Morningstar CEO Kunal Kapoor’s opening remarks at the Morningstar Investment Conference in Chicago set the stage for the company’s culture. Morningstar, he said, is focused on a single mission: “empowering investor success.” As a conference attendee (something I try to do yearly in connection with this column), that mission has meaning. I can relate to it in my role as a proponent of financial literacy education. What can be better than to be able to help one build knowledge and skills, and in turn enhance sound decision-making?
That’s something Morningstar does directly with 10 million individuals through a number of research offerings, including Morningstar.com and print publications such as Morningstar FundInvestor.
Some offerings are free (morningstar.com), and others are paid subscription services. Both are worth exploring if you want to enhance your investment knowledge and skill.
Let’s say you are an individual investor who owns some mutual funds in a taxable account or a tax-deferred IRA or 401(k), or a tax-free Roth. How could you use services like Morningstar or Steele Mutual Fund Expert (mutualfundexpert.com)?
The best way to start to assess a holding you currently own is to compare the fund with its peers. In Morningstar and Steele terms, that’s the fund’s “category.” For example, a large capitalization fund might be a blend or a growth or a value fund. A bond fund might be a short-term municipal fund or a high-yield corporate bond fund.
Let’s look at a few examples. Say your large blend fund returned 8% in 2014. Without context, you won’t know how to judge that return. One way is to look at the other large blend funds. That year, returns ranged from 20% to -3%. The highest fund was 1 in category rank, and the bottom fund had a 99 category rank.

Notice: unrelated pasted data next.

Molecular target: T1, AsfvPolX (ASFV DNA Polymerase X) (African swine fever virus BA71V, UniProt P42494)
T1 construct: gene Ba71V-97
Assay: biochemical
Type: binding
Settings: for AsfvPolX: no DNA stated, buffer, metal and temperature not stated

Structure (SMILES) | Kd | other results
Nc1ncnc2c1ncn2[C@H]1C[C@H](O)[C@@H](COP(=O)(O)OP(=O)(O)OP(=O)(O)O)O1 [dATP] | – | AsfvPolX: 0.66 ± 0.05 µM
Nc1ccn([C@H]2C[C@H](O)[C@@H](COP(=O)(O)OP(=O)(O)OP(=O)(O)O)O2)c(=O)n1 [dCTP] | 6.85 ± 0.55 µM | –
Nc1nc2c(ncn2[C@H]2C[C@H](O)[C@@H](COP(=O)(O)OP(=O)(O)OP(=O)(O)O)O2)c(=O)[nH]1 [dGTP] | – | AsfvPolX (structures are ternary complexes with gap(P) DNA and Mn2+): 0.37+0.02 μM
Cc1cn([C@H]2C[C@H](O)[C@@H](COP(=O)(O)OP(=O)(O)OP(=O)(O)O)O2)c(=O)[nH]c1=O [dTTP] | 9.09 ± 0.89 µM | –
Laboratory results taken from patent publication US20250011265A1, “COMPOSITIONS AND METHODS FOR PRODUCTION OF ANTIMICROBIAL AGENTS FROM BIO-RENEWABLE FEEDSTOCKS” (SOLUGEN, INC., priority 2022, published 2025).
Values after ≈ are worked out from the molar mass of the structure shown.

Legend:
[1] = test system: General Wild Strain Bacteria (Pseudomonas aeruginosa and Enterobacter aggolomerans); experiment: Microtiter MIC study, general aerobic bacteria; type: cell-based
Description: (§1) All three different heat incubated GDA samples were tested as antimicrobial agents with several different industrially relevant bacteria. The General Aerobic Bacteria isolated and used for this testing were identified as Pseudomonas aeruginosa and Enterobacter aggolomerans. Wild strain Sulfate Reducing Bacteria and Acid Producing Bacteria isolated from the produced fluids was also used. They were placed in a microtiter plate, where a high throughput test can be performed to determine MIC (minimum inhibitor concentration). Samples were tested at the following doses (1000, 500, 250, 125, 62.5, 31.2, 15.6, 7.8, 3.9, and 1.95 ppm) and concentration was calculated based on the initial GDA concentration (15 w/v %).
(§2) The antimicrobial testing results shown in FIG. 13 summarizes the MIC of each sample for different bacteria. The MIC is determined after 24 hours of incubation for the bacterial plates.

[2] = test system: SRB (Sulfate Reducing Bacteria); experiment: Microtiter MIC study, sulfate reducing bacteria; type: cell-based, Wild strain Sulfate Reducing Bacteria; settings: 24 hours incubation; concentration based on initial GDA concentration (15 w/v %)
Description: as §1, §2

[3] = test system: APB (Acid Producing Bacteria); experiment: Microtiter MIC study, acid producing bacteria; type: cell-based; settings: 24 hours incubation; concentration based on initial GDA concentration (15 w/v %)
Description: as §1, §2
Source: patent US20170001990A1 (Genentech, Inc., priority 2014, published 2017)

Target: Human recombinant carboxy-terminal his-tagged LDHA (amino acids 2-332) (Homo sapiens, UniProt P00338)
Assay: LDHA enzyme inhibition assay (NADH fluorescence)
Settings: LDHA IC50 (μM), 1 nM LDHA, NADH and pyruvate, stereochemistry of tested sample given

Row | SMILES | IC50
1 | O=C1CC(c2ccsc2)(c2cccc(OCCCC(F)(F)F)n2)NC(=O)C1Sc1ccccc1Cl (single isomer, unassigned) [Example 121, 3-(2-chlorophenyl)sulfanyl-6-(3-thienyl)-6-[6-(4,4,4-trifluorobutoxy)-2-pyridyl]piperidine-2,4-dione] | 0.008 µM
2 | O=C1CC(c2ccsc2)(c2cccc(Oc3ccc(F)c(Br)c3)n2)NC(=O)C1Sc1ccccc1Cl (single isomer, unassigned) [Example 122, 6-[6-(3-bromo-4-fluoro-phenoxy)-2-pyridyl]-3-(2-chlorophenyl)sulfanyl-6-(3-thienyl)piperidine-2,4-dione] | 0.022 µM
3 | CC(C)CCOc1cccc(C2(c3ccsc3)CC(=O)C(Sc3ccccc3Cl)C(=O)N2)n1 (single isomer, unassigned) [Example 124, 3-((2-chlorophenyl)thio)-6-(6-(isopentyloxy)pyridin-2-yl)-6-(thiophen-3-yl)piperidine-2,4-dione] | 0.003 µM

What you don’t want to see is volatility in fund category rank: One year the fund ranks 1, and the next year it ranks 99. Are there such funds? Yes indeed. (If you are an interested and engaged researcher, write to me for a few examples. Put “Category Ranks” in the subject of your email to email@example.com, and tell me something about yourself that I can share in this column, identifying you with your initials.)
Let me give you another example. Assume you own an intermediate-term bond fund that I will call “BF.” If the fund performed in the top quartile in its category every year for the past 10 years, that tells you something quite positive. For example, BF ranked in the top quartile in 15 out of 20 years, and in the top decile 13 of 20 years.
Getting back to the Morningstar.com website, pay a visit and look around. You’ll find news and valuable commentary (for example, how to make the most of your 401(k)), and free investing tools, such as risk and return data, expense ratios, performance and capital gains exposure — all worth exploring.
When I tried to access the free website, I registered but did not sign up for a free trial of “Premium.” In order to access the free website, I had to “X” out of the Premium pop-up. You don’t need to register to research basic fund information, but by registering, you gain access to Morningstar commentary, investment screeners and other useful tools.
Morningstar also offers products for advisers, and relatively recently started offering its own investment products. Founded in 1984, the company went public in 2005. (Disclosure: I do not own the stock.) I subscribe to a few of Morningstar’s offerings, as well as Steele Mutual Fund Expert.